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venture capitalist for Trilogy Equity Partners in Seattle where she focused on early-stage companies.
In January, Sigby closed on $1.2 million in seed money, including funds from her old firm. Thompson says they offer 5,500 activities on the site and have “thousands of parents signed up” largely through word-of-mouth.
The pain motivating Chang was not at home—she’s newly married and doesn’t have children (yet, she says)—but in her business. A decade ago, she founded Wonder-Space Technology Camp and as it expanded to eight locations nationwide, she found herself paying for a lot of expensive Google ad alerts. “I was spending a lot of time doing marketing and so I came up with Camperoo,” she says.
She still owns the tech camps but has ceded day-to-day controls to a colleague as she gets Camperoo on its feet. Camperoo offers about 1,500 activities for 250 providers currently.
So far, Chang raised $300,000 from personal funds and is currently raising $1 million through friends, families and angels. Last week, the company won third place and crowd favorite at Austin TechCrunch and is now headed to TechCrunch Disrupt in San Francisco where Chang hopes to make a pitch.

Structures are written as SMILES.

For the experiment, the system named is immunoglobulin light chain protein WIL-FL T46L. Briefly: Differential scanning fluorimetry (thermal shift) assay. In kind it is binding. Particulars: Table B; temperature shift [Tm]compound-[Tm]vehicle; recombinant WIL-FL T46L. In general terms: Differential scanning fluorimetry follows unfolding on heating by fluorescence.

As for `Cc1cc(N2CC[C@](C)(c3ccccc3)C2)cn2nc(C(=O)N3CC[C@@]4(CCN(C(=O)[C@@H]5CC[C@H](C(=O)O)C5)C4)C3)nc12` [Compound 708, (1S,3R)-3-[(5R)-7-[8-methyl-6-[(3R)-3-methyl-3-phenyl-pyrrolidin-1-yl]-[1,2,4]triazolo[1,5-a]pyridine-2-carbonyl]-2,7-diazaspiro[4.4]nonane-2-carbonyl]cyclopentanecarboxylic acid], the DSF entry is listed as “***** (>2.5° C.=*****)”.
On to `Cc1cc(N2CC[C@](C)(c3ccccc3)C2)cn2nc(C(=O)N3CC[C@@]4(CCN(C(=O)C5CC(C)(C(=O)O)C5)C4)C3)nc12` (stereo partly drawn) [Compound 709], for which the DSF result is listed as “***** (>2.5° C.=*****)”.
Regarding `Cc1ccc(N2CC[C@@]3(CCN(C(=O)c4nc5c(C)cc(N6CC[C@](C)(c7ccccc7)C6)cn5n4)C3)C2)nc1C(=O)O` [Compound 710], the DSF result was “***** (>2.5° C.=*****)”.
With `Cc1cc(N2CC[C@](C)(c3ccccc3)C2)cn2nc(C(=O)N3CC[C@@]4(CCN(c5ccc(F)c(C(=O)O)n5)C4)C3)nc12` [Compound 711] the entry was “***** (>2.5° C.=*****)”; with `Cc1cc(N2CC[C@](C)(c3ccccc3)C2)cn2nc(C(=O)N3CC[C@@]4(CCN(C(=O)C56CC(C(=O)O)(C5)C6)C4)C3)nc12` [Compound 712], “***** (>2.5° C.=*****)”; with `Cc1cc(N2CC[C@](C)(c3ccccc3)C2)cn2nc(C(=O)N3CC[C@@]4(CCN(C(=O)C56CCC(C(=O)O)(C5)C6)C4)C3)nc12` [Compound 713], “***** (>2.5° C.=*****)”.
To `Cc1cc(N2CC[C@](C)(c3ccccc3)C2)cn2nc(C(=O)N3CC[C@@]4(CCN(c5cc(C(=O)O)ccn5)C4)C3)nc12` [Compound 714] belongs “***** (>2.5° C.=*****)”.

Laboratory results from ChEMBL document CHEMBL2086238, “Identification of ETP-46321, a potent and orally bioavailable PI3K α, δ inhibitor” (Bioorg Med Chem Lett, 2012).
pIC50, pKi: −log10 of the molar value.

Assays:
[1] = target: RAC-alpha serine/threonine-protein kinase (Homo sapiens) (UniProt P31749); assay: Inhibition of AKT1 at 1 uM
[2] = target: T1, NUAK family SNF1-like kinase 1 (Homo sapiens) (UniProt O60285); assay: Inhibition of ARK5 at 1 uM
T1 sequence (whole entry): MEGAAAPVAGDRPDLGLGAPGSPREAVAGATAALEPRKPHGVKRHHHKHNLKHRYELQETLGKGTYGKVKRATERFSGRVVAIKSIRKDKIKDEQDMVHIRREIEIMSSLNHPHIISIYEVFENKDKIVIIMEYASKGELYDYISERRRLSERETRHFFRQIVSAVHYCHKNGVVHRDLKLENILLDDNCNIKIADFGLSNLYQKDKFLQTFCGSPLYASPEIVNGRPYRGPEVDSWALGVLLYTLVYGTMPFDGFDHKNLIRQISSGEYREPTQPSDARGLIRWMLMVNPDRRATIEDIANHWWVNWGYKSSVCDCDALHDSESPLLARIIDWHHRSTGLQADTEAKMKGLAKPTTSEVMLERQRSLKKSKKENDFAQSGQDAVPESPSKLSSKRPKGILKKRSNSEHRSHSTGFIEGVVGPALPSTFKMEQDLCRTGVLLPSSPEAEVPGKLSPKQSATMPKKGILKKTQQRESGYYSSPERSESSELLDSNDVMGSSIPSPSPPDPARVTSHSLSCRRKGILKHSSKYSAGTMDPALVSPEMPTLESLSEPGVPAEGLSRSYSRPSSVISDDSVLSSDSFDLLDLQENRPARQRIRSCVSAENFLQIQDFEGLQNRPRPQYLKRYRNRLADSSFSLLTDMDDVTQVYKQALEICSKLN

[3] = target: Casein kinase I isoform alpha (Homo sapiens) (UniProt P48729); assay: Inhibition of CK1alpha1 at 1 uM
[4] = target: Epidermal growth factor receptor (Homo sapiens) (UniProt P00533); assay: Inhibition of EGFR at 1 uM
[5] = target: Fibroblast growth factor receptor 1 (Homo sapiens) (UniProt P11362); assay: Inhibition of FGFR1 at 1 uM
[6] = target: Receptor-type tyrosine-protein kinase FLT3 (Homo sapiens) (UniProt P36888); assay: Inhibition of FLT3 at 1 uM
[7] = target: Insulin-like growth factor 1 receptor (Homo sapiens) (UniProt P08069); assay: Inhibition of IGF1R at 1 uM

“We got a bunch of leads to investors as well as a lot of customer validation,” Chang says.
The business model for both sites is similar. Camperoo lists the activities for free but takes a 12.25 percent cut of the registration fee when a parent enrolls their child in a particular class. Thompson at Sigby declined to detail what portion they receive from their activity providers.
Both women say that activity providers are eager to sign on. “Unlike a lot of places where you create a persistent relationship with your customer base, these customers are constantly matriculating out,” Thompson says. “There’s a constant need to reach new people.”
So, marketplaces like Sigby and Camperoo help with those marketing and sales functions. “We bring them new customers,” Chang says.
The Web has been part of our daily lives for more than a decade now. So, why hasn’t this been done before? Thompson says that’s partly because it’s only recently that the smallest of entrepreneurs—like those offering sports camps or music lessons—have become comfortable with running their businesses online.
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